America's top virologist, Anthony Fauci, argued in 2012 that the risks of a lab accident sparking a pandemic are outweighed by the potential benefits of manipulating viruses via gain-of-function research, according to previously unsurfaced remarks reported by Sharri Markson via The Australian.
"In an unlikely but conceivable turn of events, what if that scientist becomes infected with the virus, which leads to an outbreak and ultimately triggers a pandemic?" Fauci wrote in the American Society for Microbiology in 2012, adding "Many ask reasonable questions: given the possibility of such a scenario – however remote – should the initial experiments have been performed and/or published in the first place, and what were the processes involved in this decision?"
"Scientists working in this field might say – as indeed I have said – that the benefits of such experiments and the resulting knowledge outweigh the risks," Fauci continued. "It is more likely that a pandemic would occur in nature, and the need to stay ahead of such a threat is a primary reason for performing an experiment that might appear to be risky."
In the paper, Dr Fauci also writes: “Within the research community, many have expressed concern that important research progress could come to a halt just because of the fear that someone, somewhere, might attempt to replicate these experiments sloppily. This is a valid concern.”
Dr Fauci has led the US response to the outbreak but is now facing serious questions about his role in funding the radical experiments being conducted inside the Wuhan Institute of Virology.
Dr Fauci on May 11 reversed his position on whether Covid-19 had leaked from the WIV, and said he was now “not convinced” the virus had developed naturally and authorities needed to find out “exactly what happened”.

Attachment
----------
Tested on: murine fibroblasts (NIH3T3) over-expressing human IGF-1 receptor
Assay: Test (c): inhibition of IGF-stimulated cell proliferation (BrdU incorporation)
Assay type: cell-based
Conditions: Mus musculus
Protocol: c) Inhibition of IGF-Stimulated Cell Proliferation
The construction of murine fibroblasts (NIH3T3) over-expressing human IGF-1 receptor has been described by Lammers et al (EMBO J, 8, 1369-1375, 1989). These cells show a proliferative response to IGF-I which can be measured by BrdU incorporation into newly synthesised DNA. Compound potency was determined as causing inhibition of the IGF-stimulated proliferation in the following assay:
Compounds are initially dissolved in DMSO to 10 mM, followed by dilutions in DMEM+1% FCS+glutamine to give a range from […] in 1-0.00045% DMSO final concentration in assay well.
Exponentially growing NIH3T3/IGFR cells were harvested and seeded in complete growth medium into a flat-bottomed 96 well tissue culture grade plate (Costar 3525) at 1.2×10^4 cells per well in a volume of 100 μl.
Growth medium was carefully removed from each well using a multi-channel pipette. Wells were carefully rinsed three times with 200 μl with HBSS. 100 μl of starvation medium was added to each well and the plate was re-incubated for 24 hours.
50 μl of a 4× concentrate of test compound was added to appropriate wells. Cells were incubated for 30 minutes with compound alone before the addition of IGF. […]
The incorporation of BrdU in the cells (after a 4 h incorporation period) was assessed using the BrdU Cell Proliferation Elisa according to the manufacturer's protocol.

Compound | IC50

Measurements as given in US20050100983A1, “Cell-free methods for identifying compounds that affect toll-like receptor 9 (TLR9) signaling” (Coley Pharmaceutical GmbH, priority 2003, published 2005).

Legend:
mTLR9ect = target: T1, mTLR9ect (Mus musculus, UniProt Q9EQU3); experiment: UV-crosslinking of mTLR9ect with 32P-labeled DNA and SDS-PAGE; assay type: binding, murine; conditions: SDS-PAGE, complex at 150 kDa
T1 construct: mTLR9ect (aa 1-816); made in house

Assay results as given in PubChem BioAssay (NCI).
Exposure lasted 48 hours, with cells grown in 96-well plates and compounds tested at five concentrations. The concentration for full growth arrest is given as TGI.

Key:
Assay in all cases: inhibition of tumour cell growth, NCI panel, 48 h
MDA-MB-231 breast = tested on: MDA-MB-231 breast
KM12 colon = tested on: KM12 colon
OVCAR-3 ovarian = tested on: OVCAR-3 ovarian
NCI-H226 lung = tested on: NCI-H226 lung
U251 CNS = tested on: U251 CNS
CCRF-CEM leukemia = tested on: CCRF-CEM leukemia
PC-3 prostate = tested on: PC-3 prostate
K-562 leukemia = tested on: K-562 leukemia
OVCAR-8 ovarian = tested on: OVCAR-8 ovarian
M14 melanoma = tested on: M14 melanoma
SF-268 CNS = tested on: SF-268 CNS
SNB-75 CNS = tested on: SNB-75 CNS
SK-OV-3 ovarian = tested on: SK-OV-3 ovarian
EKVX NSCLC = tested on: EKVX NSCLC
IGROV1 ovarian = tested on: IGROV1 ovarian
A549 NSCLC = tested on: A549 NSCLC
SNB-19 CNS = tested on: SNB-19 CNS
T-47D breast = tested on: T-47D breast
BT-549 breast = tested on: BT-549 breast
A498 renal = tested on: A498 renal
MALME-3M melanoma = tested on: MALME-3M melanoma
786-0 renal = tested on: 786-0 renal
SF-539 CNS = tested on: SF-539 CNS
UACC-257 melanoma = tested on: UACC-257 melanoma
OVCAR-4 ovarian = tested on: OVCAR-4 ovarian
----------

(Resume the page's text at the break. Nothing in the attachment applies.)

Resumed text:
Gain-of-function experiments – often with bat-derived coronaviruses – centre on manipulating, splicing and recombining viruses potentially into strands of highly infectious and little understood diseases. -The Australian
This and more on Fauci is from my book "What Really Happened in Wuhan"... you can pre-order it on Amazon https://t.co/od8I1zLUSh— Sharri Markson (@SharriMarkson) May 28, 2021
And what's this?
This was incredibly hard to find.— SCUBA MIKE🤿 (@scuba2024) May 28, 2021
Here is the whole hearing and Fauci is caught dead to rights. https://t.co/J6WECrHL28
Earlier this month, Senator Rand Paul (R-KY) went to town on Dr. Anthony Fauci Tuesday during a hearing in front of the Health, Education, Labor and Pensions committee. Paul alleged that the National Institutes of Health (NIH) had used a middle-man to funnel money to the Wuhan Institute of Virology via EcoHealth Alliance - which worked with the lab on bat coronavirus projects.
Paul specifically referenced "gain-of-function" research which in this case has been focused on how to make animal viruses more transmissible to humans - specifically bat coronaviruses.
"Government scientists like yourself who favor gain of function research," Paul began...
...only to have Fauci interject "I don't favor gain of function research in China," adding "You are saying things that are not correct."
Paul pushed back - continuing:
"[Those who favor gain of function] say that COVID-19 mutations were random and not designed by man."
"I do not have any accounting of what the Chinese may have done," Fauci shot back, adding that he's in favor of further investigation, but that the NIH had nothing to do with the origins of COVID-19.